An Alaska Airlines flight lands at the Juneau International Airport on Monday, Nov. 22, 2021, amid a day of rain and snow. According to an airlines spokesperson, air travel this holiday season has rebounded to about 85% of what it was before the pandemic. (Peter Segall / Juneau Empire File)

Air travel numbers are up, still lagging pre-pandemic levels

More than reindeer fly this time of year.

Holiday season air travel out of Juneau is expected to nearly equal pre-pandemic levels, according to multiple industry officials.

Tim Thompson, spokesperson for Alaska Airlines; Patty Wahto, airport manager for Juneau International Airport; and Andy Kline, spokesperson for Alaska Seaplanes; all said passenger or reservation numbers have rebounded significantly and are just shy of equaling 2019.

“We are seeing people just going out and traveling,” Wahto said.

She said numbers were up considerably from this time last year, when the number of passengers was down 50-75% from a typical year. Traveler numbers for November and December are lagging pre-pandemic travel levels by about 15%, Wahto said.

She said numbers began to ramp up over summer, and that’s carried through the end of the year.

“We are flying anywhere from 80-85% of our 2019 loads,” Thompson said in an email. “Guests can expect full flights over the holidays. We recommend that flyers plan on arriving a bit earlier at airports. This will give them plenty of time to check bags and clear security this holiday season.”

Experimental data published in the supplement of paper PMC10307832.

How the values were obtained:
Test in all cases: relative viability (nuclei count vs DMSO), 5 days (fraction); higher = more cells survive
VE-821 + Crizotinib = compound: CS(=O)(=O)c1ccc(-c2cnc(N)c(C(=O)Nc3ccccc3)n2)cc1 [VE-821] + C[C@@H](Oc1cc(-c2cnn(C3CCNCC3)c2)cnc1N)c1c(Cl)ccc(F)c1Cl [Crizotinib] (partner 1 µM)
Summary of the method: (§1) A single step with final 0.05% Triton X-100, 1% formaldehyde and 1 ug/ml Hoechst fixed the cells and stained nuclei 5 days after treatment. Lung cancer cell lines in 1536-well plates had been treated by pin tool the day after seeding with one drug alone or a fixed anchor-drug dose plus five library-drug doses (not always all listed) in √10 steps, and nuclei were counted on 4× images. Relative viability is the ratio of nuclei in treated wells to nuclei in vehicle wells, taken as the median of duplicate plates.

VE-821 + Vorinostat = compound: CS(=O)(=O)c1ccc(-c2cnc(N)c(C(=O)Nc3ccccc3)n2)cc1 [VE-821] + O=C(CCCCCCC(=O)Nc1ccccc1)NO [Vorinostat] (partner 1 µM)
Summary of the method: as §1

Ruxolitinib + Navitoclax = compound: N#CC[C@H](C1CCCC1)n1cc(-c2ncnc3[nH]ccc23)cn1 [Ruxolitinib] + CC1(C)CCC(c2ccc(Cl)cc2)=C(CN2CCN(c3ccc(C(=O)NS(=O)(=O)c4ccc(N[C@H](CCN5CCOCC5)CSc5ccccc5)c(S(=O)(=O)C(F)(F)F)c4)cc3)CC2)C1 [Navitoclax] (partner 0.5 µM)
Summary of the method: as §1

Smaller outfits are seeing similar demand, too.

“Our reservation numbers are comparable to pre-pandemic holiday numbers,” Kline said in an email, but noted that while reservations are up for Alaska Seaplanes, the actual flight numbers are somewhat depressed by recent weather.

“We’ve had visibility and freezing rain conditions the past couple of days and weeks, and this cold weather snap that we are heading into will curtail our ability to fly to our communities that are served by floatplanes — Angoon, Pelican, Elfin Cove and Tenakee Springs,” Kline said in an email. “We are doing everything we can to get cargo to those communities, including using the ferry system in some cases.”

While it’s early, Kline said 2022 is on pace to see similar demand.

“We are generally tracking with 2019 numbers — that’s very general but things look pretty good so far,” Kline said.

The difference a year makes

In December 2020, the first doses of COVID-19 vaccine arrived in Juneau. Now, vaccinations are available at the airport — at least through January — and appointments can be made online at https://anchoragecovidvaccine.org/juneau.html.

Vaccine hours are 12:30-9:30 p.m., daily, according to Capstone Clinic’s website. COVID-19 testing is also available at the airport. Testing hours are 8 a.m.-11 p.m. daily.

However, Wahto said the Christmas and New Year’s Day holidays will affect availability of testing and vaccination. The clinics in Juneau will be closed on Christmas and New Year’s Day, according to Capstone.

Last year, there were COVID-19 testing requirements for travelers arriving in the state. Currently, the state has no specific entry or travel testing requirements, according to the Alaska Department of Health and Social Services.